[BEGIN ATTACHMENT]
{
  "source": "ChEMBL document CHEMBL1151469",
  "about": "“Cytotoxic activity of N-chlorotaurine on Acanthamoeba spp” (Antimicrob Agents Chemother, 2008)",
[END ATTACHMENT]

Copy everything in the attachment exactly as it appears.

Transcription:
{
  "source": "ChEMBL document CHEMBL1151469",
  "about": "“Cytotoxic activity of N-chlorotaurine on Acanthamoeba spp” (Antimicrob Agents Chemother, 2008)",